TEPEE, TIOTI, TIPI, TEEPEE, WIGWAM
There is nothing like a tepee. Gaze at the stars from your bed. Enjoy a warm fire inside on a cold evening. Stay cool on a hot summer day and dry when it rains.
The tepee is an ideal portable shelter. It is warm in winter and cool in summer. Lake Huron Tepees are waterproof, can withstand the roughest weather and are quick to set up and take down. In windy areas, the tepee is exceptionally stable.
Lake Huron Tepees keep the traditional style but are built using flame retardant, UV resistant reinforced synthetic canvases, brass grommets and web reinforcing.
Use of these modern materials provides extremely durable, light, transportable housing. The industrial strength poly fabric is easier to handle than the old style, heavier cotton canvas and is easily repaired if damaged. However, Lake Huron Tepees' 13 oz. synthetic canvas will have a longer life span under continual use.
The cover fabrics and stitching are produced to heavy industrial standards.
The lace pins are of hardwood doweling and the ropes are of durable woven nylon and polypropylene.
The hem contains cord and web reinforced grommets.
The tent pegs are 10” galvanized steel ardox spikes.
Traditionally, poles are made from long, slender peeled pine trees. However, transporting 20 to 32-foot long poles on a car can present a problem.
For 16 ft. tepees, we use two section EMT galvanized steel tubular poles, one tube inside the other. The 10 foot long poles are easily transported on a roof-rack and extended to 19 ft. at the destination.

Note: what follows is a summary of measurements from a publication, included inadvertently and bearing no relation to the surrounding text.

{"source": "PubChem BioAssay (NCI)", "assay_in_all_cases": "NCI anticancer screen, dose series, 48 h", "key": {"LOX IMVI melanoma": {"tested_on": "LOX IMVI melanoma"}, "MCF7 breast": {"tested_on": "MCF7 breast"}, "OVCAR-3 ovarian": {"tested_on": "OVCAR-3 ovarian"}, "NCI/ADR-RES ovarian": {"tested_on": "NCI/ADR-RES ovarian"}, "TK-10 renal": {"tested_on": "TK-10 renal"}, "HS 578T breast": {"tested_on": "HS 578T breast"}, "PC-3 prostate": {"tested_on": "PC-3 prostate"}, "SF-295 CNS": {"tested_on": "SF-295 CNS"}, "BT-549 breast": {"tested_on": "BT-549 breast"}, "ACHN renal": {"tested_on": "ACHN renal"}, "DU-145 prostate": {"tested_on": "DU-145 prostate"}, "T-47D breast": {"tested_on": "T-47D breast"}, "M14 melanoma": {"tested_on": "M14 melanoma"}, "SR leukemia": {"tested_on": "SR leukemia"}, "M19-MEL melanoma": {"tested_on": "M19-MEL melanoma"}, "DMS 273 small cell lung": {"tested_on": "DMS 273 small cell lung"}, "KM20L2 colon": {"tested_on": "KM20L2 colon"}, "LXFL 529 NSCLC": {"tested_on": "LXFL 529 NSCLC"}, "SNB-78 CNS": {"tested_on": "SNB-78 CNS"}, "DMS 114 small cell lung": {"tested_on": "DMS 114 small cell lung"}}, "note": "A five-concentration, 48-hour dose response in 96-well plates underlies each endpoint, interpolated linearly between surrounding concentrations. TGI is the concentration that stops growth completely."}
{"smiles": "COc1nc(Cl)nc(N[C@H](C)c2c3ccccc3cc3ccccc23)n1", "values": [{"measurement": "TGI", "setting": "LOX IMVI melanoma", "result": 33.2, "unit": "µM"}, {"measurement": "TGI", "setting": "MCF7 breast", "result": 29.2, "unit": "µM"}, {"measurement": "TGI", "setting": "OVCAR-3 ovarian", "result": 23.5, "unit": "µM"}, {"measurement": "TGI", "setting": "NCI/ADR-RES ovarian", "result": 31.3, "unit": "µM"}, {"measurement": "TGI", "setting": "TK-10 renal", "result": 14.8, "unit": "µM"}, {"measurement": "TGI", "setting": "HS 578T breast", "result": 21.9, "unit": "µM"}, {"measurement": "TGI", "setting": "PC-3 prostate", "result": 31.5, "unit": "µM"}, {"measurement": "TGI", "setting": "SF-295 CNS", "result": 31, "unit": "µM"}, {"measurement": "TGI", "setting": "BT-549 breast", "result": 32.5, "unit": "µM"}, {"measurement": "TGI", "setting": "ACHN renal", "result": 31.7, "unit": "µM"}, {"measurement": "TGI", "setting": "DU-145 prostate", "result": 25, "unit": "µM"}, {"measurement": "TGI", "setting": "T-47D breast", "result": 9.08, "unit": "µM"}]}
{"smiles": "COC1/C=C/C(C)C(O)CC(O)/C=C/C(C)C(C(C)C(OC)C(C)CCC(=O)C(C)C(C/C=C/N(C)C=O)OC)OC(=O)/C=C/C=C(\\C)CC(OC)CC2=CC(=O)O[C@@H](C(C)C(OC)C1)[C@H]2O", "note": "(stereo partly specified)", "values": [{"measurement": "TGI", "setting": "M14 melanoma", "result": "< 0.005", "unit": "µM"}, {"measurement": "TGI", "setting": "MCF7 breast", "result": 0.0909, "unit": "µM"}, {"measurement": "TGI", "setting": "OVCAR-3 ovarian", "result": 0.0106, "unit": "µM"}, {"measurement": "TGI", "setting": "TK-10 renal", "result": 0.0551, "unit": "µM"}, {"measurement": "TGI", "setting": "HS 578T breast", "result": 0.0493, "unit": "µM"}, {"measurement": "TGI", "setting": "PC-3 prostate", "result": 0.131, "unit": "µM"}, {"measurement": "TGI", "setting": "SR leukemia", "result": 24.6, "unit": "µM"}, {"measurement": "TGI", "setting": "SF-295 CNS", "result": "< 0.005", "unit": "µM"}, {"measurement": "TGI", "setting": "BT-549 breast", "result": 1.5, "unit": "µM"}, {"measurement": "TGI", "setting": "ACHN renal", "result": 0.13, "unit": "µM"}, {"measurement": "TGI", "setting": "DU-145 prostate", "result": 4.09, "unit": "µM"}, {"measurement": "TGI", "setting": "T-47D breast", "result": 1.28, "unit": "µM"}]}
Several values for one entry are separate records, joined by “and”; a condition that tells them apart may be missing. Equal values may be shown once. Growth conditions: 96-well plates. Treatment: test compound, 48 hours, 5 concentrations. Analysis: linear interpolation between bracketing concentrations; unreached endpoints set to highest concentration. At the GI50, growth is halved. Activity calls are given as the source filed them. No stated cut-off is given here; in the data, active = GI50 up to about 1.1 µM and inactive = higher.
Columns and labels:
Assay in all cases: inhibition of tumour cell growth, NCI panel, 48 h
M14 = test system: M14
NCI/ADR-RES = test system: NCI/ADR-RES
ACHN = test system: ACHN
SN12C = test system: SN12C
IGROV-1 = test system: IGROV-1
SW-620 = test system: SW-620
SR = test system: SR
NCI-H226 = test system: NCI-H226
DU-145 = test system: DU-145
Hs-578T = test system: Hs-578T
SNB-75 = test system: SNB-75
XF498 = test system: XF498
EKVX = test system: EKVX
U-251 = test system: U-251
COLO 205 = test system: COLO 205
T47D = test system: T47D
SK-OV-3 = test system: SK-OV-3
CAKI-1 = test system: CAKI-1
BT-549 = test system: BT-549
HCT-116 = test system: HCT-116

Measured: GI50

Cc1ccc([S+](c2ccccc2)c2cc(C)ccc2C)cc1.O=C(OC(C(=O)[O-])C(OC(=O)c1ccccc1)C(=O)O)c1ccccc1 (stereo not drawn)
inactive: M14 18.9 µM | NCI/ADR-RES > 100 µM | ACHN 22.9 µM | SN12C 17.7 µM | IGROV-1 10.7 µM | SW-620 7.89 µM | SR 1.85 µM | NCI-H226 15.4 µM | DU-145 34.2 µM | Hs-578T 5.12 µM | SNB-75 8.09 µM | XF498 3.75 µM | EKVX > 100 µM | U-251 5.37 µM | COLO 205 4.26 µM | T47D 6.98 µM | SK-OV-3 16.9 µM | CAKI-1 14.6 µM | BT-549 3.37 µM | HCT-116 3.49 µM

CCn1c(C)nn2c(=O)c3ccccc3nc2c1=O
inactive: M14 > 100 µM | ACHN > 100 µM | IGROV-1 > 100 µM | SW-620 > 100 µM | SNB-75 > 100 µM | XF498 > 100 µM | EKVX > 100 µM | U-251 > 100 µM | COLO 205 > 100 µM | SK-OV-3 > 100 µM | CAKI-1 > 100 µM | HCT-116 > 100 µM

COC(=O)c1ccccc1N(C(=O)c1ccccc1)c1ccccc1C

Twelve poles are used in the interior. Two lighter external poles control the smoke flaps to help keep the interior smoke-free by moving the flaps to take advantage of the wind direction.
When it rains heavily, the smoke flaps are closed, but there is still a small area for smoke to escape.
The three primary tripod poles are easily connected using our unique 3-way bolt fitting.
For 26 ft. tepees, the wood poles are supplied separately, FOB Tobermory, Ontario. They are of 30 to 32 ft. Balsam fir and are available only between October and May. Bush flies are too wicked in the summer for harvesting the trees.
For additional insulation, a liner can be tied to the inside of the poles. This channels any incoming drafts under the tepee hem upward. This also helps keep the interior smoke-free and keeps the drips at bay if you camp in areas prone to condensation.
Starting at the doorway, a rope is tied to the poles inside the tepee and about 4 feet from the ground, ending at the other side of the doorway. The liner can be made in sections, with each section tied to the rope, reaching the ground. Colourful patterned blankets work well.
Throw mats or indoor / outdoor carpet work well. For a more permanent camp, a covered plywood floor can be used.
Usually a small fireplace is made a bit back from the center of the lodge. It is surprising how quickly a small stick fire heats the interior of the tepee as the walls reflect the heat. A shallow hole about 15 inches in diameter is lined with stones.
An excellent alternative is to use a cooking wok with a ring-stand and cover. The fire is above ground and the metal sides radiate heat. Stones can be placed around the wok to absorb heat to help keep the tepee warm when the fire goes out. The lid allows the fire to be quickly extinguished. Use only good dry wood that burns with a clear flame. Any smoke within will serve as an incense and keep the mosquitoes away.
A portable propane
campfire can also be used.